With back to school season coming up, I thought it would be fun to tell you guys about what I keep in my flute bag. As an aspiring professional flutist, I like to keep a lot of stuff on hand.
Now, if you are just taking lessons for fun, you may not need everything here. If you are a music major, you are just curious about what I use, this post is for you.
Without further ado, here is what I keep in my flute bag.
About the Bag
The flute bag I used to use is the ProTec Flute Gig Bag. I got it for a decent price from a local music store, but you can find it online. The bag comes in different colors, such as black, blue, and purple.
I went with black, because black goes with everything, and it blends in on stage. I love being able to keep my case with me during performances, and you can’t do that with a bright colored bag.
I’ve since upgraded to a Fluterscooter bag and now an Altieri bag. All are excellent options for flute players.
Um, duh. It is a flute bag. So I have to keep my flute in it. I have a Lyric Artisan Flute but have since upgraded to a Pearl Cantabile, which I love. Lyric flutes are a branch of Miyazawa, similar to the Powell Sonare line, for you flute nerds.
Meanwhile, Pearl makes flutes for beginners through professionals. The Pearl is all solid silver, but the specific flute I got has rose gold plating. It also features a C# trill key, which is useful for many things.
My Lyric flute has a silver head joint and a silver plated body, foot joint, and mechanism. I have a B foot, a split E mechanism, an offset G, and the more common features that you see on flutes.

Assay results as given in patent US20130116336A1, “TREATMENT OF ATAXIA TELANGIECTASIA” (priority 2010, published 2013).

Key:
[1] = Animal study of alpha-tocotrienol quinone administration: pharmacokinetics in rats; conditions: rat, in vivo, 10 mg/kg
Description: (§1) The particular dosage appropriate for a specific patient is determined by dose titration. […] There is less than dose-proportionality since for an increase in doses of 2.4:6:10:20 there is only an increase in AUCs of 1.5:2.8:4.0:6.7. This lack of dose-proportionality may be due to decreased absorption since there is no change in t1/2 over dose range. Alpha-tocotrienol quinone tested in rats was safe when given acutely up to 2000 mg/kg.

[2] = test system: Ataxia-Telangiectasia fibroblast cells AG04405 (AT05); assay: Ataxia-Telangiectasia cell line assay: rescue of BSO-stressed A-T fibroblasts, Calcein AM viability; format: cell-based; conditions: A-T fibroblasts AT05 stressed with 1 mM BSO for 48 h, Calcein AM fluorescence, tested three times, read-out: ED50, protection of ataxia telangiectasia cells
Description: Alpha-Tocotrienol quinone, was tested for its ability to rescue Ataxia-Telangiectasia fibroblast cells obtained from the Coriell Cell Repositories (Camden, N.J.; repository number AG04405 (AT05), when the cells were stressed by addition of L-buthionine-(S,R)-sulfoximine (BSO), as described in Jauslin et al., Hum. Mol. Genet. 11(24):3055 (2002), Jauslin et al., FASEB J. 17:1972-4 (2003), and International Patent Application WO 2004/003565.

I do keep my flute in its own case, because the bag doesn’t have the parts that keep a flute in place like a normal case. My flute is in its French style case, which means a case that doesn’t have a handle or any exterior storage.
I have multiple piccolos, and I’ll use the best one for the gig at hand. My oldest piccolo an Armstrong 204, which I used for marching band in college.
After graduating from college, I upgraded to a Pearl 105. It’s a composite model, so it sounds warmer than the Armstrong. I was playing in a community orchestra and couldn’t get the sound I wanted on an all metal model.
Near the end of my master’s program in 2020, I finally had the chance to upgrade to my own wood model. I settled on a Hammig 650/3, and it’s been my main piccolo for over two years as of this update.
If you are a serious flutist, you should consider investing in at least a student model piccolo. It will be greatly used, and the piccolo can open up many other doors than just the flute.
A few months after initially posting this blog post, I invested in my first (and so far only) alto flute. I went with a Pearl 201 since it was one of the cheapest options on the market.
Despite only being about 5′ 2″, I find straight headjoints more comfortable than curved ones. So I went with an alto flute that just had a straight headjoint, and I haven’t regretted that decision.